Larry Lansburgh

Larry Lansburgh

One of the Walt Disney Studios’ premier animal lovers was Larry Lansburgh. Among the 18 television and feature productions he directed were the Academy Award®-winning The Wetback Hound in 1957 and The Horse with the Flying Tail in 1960. An accomplished horseman, Larry often filmed and directed on horseback, as he did with 1966’s Run, Appaloosa, Run.

Larry was particular about his animal stars; he hand-picked magnificent creatures, many of which retired to live on his Southern California ranch. As former vice chairman Roy E. Disney recalled, “I once suggested to Larry what I thought was a great idea, that he direct a story I’d found about an ugly—although heroic—little half-breed pony. He quickly dismissed the suggestion saying, ‘I don’t do stories about ugly horses.’”

Born in San Francisco, California, on May 18, 1911, Larry graduated from Mt. Tamalpais School in nearby Mill Valley in 1929. A lover of horses, he gained employment as a ranch-hand in Texas before later returning to California. Through an acquaintance, he broke into the movie business as a stunt artist on such films as The Woman in Red, starring Barbara Stanwyck.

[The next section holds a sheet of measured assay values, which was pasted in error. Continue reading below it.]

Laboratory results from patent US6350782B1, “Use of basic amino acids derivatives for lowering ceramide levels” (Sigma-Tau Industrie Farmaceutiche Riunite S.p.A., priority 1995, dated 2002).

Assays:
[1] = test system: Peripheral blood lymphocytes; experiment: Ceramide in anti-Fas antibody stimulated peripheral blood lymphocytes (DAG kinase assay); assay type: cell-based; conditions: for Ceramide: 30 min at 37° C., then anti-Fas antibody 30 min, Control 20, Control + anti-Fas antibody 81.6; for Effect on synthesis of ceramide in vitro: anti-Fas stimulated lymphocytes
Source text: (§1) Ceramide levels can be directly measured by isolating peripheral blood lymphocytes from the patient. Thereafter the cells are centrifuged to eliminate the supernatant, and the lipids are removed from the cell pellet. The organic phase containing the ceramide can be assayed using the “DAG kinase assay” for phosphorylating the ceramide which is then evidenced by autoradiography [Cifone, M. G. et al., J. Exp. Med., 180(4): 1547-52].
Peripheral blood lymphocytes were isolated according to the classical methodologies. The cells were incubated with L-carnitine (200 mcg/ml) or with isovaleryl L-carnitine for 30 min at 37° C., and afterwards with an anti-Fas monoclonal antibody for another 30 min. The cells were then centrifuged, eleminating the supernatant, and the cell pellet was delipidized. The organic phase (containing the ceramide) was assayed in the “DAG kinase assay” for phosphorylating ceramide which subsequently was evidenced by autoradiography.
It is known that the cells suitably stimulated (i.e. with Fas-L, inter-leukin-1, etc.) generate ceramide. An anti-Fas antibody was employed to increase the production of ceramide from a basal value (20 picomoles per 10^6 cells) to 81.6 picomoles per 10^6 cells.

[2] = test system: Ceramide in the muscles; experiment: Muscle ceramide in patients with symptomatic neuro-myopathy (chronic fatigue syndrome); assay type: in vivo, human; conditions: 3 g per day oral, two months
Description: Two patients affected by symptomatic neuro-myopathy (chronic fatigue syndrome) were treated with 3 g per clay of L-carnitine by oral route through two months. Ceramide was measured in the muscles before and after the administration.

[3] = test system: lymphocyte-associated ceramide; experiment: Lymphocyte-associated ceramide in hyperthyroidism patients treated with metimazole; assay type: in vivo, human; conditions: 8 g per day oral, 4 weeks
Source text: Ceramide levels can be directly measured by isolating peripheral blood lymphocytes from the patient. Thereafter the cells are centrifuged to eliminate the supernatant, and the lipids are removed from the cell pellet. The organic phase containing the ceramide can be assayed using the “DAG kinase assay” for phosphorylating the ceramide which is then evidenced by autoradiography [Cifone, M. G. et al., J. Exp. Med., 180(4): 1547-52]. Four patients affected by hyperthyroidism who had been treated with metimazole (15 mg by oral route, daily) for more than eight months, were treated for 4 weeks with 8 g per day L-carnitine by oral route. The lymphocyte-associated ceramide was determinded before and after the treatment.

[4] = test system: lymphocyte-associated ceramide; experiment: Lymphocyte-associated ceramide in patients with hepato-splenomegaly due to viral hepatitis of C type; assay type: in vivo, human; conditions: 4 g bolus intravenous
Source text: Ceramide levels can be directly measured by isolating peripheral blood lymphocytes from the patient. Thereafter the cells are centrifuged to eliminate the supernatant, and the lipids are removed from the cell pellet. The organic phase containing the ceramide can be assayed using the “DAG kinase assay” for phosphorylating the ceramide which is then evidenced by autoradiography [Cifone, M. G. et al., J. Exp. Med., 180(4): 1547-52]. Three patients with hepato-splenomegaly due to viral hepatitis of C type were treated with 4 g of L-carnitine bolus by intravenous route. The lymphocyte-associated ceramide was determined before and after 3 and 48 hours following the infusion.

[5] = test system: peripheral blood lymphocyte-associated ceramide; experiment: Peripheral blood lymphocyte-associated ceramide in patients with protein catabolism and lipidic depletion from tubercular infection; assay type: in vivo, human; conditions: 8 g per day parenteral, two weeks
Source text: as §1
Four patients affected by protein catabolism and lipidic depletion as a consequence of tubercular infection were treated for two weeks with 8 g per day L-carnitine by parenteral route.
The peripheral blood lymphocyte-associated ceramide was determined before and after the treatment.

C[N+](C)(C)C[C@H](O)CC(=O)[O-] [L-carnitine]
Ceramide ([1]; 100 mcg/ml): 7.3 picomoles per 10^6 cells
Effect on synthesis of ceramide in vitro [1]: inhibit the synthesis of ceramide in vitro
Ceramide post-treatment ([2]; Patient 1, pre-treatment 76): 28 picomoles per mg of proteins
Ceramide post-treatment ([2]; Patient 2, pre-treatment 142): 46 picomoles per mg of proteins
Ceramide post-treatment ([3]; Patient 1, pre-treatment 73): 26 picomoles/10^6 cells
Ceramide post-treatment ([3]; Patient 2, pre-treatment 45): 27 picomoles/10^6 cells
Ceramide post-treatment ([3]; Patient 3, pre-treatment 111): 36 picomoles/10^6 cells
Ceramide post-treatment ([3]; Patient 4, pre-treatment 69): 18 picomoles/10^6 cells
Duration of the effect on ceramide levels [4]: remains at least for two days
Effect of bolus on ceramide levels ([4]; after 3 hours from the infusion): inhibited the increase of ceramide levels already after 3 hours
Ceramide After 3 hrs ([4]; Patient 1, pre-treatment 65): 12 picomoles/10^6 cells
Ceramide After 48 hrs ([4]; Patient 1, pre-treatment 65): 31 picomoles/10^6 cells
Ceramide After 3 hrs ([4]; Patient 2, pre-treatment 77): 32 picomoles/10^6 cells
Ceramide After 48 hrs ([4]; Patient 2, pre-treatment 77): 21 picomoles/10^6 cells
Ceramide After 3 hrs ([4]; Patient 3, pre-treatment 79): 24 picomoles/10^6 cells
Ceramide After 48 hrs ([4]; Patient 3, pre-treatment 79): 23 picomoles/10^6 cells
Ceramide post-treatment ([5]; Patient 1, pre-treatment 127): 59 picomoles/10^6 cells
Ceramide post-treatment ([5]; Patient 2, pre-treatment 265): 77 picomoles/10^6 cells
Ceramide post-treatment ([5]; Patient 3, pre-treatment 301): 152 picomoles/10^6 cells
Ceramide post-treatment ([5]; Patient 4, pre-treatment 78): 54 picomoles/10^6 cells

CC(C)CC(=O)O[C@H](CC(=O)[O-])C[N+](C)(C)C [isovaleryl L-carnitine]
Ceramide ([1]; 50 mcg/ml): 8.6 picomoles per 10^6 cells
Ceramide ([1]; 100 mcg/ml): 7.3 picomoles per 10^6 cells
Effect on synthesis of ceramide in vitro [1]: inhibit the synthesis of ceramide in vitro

After falling from a horse and severely breaking his leg, Larry gave up stunt work and joined The Walt Disney Studios as a traffic boy in January 1938. He later said, “It was the best break I ever had because it put me behind the camera.”

Larry soon moved into the Editing department and, in 1940, accompanied Walt Disney and a select group of artists on a goodwill tour of South America, on behalf of the United States government. Larry recorded the trip using a 16mm hand-held camera; some of his footage was featured in 1943’s Saludos Amigos, a combination live action and animated film.

Afterwards, Larry served as an associate producer on The Three Caballeros and technical advisor and production assistant on So Dear to My Heart. In 1954, he directed Stormy, the Thoroughbred with an Inferiority Complex; in 1955, he submitted a story idea to Walt for The Littlest Outlaw, about a young boy in Mexico and his love for a horse he rescues from a bullring. Larry produced the film, which was shot in Mexico; it was filmed twice—once in English and once in Spanish—for a simultaneous release on both sides of the border. The next year, Larry won an Oscar® nomination for his featurette Cow Dog.

In 1971, after more than 30 years at The Walt Disney Studios, Larry Lansburgh retired to his Oregon ranch. There, he continued to produce films including Disney’s Chester, Yesterday’s Horse, Runaway on the Rogue River, and Twister, Bull from the Sky.

Larry Lansburgh passed away on March 25, 2001, in Burbank, California.